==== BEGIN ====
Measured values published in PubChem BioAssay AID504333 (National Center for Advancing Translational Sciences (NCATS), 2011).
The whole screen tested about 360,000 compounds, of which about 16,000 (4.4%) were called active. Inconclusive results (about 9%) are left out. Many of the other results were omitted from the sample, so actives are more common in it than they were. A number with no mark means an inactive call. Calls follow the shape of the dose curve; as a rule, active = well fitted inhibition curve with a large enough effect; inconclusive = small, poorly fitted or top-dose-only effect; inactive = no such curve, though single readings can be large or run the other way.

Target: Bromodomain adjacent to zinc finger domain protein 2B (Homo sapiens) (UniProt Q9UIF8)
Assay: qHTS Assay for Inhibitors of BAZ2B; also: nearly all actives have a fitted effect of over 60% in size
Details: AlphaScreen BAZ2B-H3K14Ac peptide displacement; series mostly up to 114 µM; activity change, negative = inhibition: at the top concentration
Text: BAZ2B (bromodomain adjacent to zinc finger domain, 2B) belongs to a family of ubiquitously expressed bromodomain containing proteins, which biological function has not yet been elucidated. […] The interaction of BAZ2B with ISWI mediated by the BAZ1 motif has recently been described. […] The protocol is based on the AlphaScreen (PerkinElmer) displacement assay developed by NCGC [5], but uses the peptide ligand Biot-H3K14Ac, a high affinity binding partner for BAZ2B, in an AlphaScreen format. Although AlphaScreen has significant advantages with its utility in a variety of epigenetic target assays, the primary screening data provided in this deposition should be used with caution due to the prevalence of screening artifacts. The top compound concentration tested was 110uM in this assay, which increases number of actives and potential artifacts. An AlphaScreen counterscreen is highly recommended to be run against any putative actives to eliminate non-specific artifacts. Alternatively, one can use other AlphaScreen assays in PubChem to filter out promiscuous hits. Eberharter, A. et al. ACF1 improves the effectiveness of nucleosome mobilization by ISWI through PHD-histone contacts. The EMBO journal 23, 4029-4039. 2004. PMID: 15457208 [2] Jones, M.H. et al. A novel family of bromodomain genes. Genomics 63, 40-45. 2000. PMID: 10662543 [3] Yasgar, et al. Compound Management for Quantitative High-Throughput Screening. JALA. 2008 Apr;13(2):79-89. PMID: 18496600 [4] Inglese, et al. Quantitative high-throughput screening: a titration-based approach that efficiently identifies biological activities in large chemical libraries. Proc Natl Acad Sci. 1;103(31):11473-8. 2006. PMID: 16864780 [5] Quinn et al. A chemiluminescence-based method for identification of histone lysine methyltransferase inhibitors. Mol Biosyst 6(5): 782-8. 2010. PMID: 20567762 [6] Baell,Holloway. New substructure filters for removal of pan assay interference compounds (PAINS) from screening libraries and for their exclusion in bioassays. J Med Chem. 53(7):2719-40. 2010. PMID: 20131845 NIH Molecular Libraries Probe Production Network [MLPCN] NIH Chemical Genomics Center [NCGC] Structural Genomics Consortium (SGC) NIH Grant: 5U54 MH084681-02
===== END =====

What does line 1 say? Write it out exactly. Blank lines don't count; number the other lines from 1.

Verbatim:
Measured values published in PubChem BioAssay AID504333 (National Center for Advancing Translational Sciences (NCATS), 2011).